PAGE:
I agree with my hon. Friend that we need increased awareness and appropriate participation by all NHS staff in achieving this policy, but I also agree with one thing that Dr Mark Porter said—that sick and vulnerable patients must not be put off seeking necessary treatment, as this may be bad for their health and for that of the public in general. This has always been a clear feature of our policy, so to be clear, this policy does not withhold immediately necessary or urgent treatment, but it makes sure that the NHS is fairly reimbursed by those who are not entitled to free care.
As the Minister will know, the Public Accounts Committee has looked in detail at this issue, and we were rather shocked to discover that the Government themselves are woeful at collecting money from EU citizens who use our hospitals and for whom the Government are then responsible for getting the money from their home Government. When will the Government get their act together to make sure that this money comes into our NHS?
I am always grateful for advice from the Public Accounts Committee, which looks into areas where the Government can recover moneys to which they are entitled. There was an article in today’s Times which referred to outstanding sums, and we are taking steps to try to increase recovery rates in the years ahead.
10. What assessment he has made of the potential effect of the implementation of the sustainability and transformation plan for south-west London on the provision of health services in that area. 
The sustainability and transformation plan for south-west London sets out how the area will implement the NHS’s five year forward view. The local NHS is looking to strengthen primary care and ensure closer working across NHS bodies, with more sustainable acute services, developing centres of expertise to ensure high-quality service, as well as closer co-ordination with social care providers.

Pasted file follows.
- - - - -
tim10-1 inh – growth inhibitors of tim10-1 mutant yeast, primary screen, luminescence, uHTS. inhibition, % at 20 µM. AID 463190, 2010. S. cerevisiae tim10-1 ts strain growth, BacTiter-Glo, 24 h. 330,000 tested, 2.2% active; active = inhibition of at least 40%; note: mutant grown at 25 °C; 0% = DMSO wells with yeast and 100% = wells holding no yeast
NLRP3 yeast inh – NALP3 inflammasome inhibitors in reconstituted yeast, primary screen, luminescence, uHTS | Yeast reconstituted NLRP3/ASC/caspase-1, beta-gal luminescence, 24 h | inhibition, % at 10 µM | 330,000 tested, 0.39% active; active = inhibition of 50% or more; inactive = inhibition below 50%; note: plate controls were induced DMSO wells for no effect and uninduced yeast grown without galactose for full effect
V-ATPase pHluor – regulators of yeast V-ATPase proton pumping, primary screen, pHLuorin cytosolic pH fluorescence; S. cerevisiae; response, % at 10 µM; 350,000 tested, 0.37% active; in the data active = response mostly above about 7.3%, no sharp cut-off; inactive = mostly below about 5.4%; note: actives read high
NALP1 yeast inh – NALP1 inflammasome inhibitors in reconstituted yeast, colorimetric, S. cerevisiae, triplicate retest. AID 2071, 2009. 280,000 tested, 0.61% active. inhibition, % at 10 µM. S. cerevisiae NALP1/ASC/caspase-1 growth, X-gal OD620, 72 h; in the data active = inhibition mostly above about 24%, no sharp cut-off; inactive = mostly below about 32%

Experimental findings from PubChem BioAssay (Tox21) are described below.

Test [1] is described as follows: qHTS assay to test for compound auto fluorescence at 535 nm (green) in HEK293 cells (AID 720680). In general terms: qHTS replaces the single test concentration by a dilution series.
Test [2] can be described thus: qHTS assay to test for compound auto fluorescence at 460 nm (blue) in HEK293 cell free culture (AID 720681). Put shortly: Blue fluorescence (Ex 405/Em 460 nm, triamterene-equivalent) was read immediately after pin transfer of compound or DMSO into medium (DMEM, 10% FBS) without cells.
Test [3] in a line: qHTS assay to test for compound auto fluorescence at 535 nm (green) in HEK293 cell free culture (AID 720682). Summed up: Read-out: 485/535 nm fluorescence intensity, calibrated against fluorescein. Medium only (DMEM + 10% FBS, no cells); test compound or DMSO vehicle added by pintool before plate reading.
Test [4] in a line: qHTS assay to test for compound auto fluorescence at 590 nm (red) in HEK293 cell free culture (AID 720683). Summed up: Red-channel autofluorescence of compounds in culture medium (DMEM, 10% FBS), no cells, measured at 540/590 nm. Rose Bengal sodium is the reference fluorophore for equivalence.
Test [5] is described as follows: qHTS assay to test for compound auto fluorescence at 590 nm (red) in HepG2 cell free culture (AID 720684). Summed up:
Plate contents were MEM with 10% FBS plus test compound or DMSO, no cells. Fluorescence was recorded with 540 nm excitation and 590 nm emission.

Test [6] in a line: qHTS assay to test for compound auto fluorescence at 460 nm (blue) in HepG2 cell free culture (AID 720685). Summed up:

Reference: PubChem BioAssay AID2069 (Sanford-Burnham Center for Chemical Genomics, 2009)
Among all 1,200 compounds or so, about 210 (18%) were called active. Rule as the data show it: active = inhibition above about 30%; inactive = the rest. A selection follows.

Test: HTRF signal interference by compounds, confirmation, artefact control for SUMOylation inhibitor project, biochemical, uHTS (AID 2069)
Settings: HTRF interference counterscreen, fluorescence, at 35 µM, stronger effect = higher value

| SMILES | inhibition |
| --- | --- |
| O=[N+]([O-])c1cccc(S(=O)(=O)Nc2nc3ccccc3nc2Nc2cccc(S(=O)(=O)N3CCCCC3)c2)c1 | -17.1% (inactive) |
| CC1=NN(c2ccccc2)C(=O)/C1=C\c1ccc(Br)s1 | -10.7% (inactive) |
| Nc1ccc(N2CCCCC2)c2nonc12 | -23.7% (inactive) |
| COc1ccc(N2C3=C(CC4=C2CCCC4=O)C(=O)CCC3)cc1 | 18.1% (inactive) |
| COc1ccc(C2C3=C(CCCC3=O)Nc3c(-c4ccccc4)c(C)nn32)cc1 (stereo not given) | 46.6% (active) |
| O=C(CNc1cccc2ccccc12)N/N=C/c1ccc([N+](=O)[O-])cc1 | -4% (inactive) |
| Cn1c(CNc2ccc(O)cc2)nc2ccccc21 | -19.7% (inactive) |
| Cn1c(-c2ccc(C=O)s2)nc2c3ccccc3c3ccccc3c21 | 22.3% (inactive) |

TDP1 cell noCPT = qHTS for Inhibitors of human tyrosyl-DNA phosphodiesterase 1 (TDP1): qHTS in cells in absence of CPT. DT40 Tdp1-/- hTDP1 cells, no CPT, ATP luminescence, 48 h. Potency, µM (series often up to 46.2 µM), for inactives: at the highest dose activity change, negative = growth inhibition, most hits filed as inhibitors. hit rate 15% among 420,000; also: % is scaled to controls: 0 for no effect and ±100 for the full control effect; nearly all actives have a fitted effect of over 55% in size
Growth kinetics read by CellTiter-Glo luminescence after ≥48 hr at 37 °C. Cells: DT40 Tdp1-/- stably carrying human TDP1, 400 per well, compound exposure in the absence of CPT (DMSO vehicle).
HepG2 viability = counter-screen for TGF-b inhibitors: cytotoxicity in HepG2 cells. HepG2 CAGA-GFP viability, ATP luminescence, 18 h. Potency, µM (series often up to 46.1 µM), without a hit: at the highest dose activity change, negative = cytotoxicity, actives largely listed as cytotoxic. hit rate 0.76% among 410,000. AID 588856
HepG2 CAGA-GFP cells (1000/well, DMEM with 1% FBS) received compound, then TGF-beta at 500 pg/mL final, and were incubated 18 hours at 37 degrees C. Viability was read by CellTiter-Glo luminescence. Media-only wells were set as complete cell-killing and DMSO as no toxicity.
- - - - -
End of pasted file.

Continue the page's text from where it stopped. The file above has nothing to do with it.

The Epsom and St Helier Trust is a high-performing trust, hitting A&E and cancer treatment referral targets. It is confident that it can deliver sustainable and transformed care services, but will struggle to do so in St Helier hospital, built in the 1930s. The trust has previously secured a commitment from two Governments that funding would be available. Will the Minister give the same undertaking and confirm that once the STP process is complete, funding will be available to the trust to enable it to continue delivering excellent sustainable services from a new hospital?
I am aware of the right hon. Gentleman’s campaign on this matter. It would be wrong for me to pre-empt the work that is being done in reviewing both the STP process and the policy priorities of NHS England. Once those plans have been put forward to Ministers, we will be able to consider which we can prioritise.
The STP for south-west London includes mental health crisis needs, but there is a current crisis of lack of in-patient facilities for mental health patients. Will the Minister look into extra immediate funding to increase the number of in-patient mental health beds?